4. Which team is the biggest sleeper?
Myles Brown, A Wolf Among Wolves: Could it be the Lakers? Granted, they're far from a low-profile team, yet given their drastically lowered expectations, L.A. could still surprise some people. Much of the attention has shifted toward their Staples Center co-tenants, but even after this weekend's loss, the Lakers' defense is much improved and they're still atop the Pacific standings. With upcoming games against Dallas, Miami and a Clippers rematch, we could have an answer by the end of the month.
John Hollinger, ESPN.com: Staying on the Denver bandwagon after the Nuggets' impressive win over Miami on Friday. This team's depth makes it perfectly adapted to the rigors of this season's schedule, and the home-altitude advantage against tired opponents should only make them more formidable at Pepsi Center.
John Krolik, Cavs: The Blog: I don't know if it's fair to call the most popular franchise in the NBA a sleeper, but I never count the Lakers out of anything. Bynum looks strong, the team will get more and more comfortable with Mike Brown, and Kobe looks like he's going to be dropping 28 points a game when he's on Social Security.
Bret LaGree, Hoopinion: The East is too stratified to have a real dark horse. The West is deeper, so playoff matchups could be a significant factor beyond the first round. Portland has played the toughest schedule in the league so far and, despite that, rank in the top 11 in the league in both offensive and defensive efficiency. If anybody's better than their early record, it's the Trail Blazers.
5. Who's the No. 1 team in the NBA?
Myles Brown, A Wolf Among Wolves: Until a matchup with Chicago or OKC proves otherwise, it's Miami. They're still suffering from the same late-game breakdowns as last season, but those struggles also culminated in a Finals appearance. Yes, they lost; however, we shouldn't fool ourselves into thinking this team hasn't improved.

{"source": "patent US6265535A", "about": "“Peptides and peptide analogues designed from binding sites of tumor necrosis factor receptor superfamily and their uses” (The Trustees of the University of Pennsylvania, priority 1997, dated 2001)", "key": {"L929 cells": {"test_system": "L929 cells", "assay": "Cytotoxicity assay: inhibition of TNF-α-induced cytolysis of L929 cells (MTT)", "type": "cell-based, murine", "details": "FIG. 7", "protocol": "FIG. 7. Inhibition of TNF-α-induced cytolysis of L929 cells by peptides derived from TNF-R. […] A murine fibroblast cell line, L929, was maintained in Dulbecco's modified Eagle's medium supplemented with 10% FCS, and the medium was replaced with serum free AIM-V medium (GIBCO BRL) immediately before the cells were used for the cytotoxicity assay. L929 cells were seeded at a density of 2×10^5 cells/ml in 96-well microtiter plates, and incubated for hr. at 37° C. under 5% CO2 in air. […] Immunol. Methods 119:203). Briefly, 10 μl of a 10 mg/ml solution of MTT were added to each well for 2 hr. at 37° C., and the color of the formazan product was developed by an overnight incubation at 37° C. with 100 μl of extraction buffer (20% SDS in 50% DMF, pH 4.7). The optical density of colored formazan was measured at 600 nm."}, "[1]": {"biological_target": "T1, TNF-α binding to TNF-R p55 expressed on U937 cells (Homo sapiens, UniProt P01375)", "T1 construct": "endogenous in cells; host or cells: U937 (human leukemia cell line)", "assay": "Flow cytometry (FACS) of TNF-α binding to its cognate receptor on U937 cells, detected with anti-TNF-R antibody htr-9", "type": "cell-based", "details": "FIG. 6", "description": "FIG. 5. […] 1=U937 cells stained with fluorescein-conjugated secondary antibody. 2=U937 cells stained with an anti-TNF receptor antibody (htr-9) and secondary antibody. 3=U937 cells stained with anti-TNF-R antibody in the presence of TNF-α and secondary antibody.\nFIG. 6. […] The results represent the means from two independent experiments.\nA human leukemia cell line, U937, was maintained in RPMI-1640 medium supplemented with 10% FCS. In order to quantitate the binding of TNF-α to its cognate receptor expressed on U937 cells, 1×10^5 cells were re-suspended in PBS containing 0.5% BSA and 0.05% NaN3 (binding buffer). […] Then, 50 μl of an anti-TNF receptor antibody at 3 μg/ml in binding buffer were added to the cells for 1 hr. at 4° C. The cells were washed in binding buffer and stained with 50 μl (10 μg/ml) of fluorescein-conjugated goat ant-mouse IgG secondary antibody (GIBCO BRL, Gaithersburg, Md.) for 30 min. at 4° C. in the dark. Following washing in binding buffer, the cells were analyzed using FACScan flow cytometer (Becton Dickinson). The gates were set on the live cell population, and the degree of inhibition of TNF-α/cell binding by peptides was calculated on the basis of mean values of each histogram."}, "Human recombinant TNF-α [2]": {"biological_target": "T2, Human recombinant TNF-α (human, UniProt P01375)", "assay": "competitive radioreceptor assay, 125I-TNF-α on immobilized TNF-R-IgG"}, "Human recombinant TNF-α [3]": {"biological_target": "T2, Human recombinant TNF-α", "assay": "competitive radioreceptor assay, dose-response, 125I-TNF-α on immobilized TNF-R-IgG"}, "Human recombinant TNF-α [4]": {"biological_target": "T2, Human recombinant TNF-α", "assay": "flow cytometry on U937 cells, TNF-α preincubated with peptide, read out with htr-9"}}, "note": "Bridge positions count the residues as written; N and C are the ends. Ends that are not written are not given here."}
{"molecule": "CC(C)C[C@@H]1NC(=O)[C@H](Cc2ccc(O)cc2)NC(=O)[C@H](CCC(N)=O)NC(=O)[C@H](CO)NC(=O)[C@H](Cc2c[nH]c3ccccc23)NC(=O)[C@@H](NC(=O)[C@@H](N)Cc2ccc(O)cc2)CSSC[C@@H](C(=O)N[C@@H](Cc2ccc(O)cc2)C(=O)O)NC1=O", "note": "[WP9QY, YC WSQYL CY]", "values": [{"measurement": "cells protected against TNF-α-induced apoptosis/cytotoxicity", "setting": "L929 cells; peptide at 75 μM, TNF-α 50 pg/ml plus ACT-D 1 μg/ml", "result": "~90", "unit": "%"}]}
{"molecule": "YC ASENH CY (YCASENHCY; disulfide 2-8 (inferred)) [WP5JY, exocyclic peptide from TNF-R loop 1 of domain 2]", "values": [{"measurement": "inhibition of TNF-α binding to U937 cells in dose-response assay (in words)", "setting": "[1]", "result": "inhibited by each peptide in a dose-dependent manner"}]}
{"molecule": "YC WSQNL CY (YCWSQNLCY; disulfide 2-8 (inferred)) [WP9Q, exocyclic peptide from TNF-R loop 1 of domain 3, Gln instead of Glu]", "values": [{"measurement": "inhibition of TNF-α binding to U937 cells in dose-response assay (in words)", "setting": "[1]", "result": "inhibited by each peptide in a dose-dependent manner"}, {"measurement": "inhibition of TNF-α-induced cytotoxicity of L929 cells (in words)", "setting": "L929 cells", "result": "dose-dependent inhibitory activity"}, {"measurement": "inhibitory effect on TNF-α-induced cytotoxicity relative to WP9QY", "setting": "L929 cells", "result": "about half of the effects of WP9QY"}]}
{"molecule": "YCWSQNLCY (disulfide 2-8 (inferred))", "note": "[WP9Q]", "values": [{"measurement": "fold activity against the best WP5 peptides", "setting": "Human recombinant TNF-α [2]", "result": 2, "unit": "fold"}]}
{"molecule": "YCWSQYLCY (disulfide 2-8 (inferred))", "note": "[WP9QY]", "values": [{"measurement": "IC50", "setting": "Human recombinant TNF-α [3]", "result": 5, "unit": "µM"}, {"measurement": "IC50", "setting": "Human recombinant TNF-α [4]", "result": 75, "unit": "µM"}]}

LeBron's struggles may be fodder for blogs and talk radio, but we haven't reached the point where he shouldn't be feared. Barring injury or another catastrophe, expect the home team to party at Club Liv this year.
Jordan Heimer, ClipperBlog: The Chicago Bulls. The Bulls are perfectly built for the lockout schedule. Great depth. Great coach. A defense that thrives in ugly games in a season that has already been full of them.
And Derrick Rose has gotten better.
John Hollinger, ESPN.com: It's still Miami until further notice. Losing three straight on the West Coast trip -- two in OT -- doesn't eliminate the Heat's impressive start to the season, nor invalidate our presumption entering the season that this was the best team.
While Philadelphia and Chicago have played better thus far, the sample of games is small enough, and a full-strength Miami team -- meaning with Dwyane Wade having a fully functioning ankle -- is still the team to beat.
Devin Kharpertian, Nets are Scorching: I'll give the Chicago Bulls the slight edge over the Oklahoma City Thunder, because they have a better combination of offense and defense. Derrick Rose has somehow gotten better this season, and Luol Deng's one of the most underrated defenders in the NBA. Like the Blazers, a sum greater than its parts.
John Krolik, Cavs: The Blog: The Bulls. The 76ers have a far better win margin, but the Bulls have a better superstar, a better record, have played more away games, and have more playoff experience.
Bret LaGree, Hoopinion: The Chicago Bulls have the best record in the league, and there's no reason to think that's a fluke. Given Tom Thibodeau's default level of intensity and the minutes Derrick Rose and Luol Deng are playing, the risk of burnout exists over the course of a compressed season, but it hasn't surfaced yet.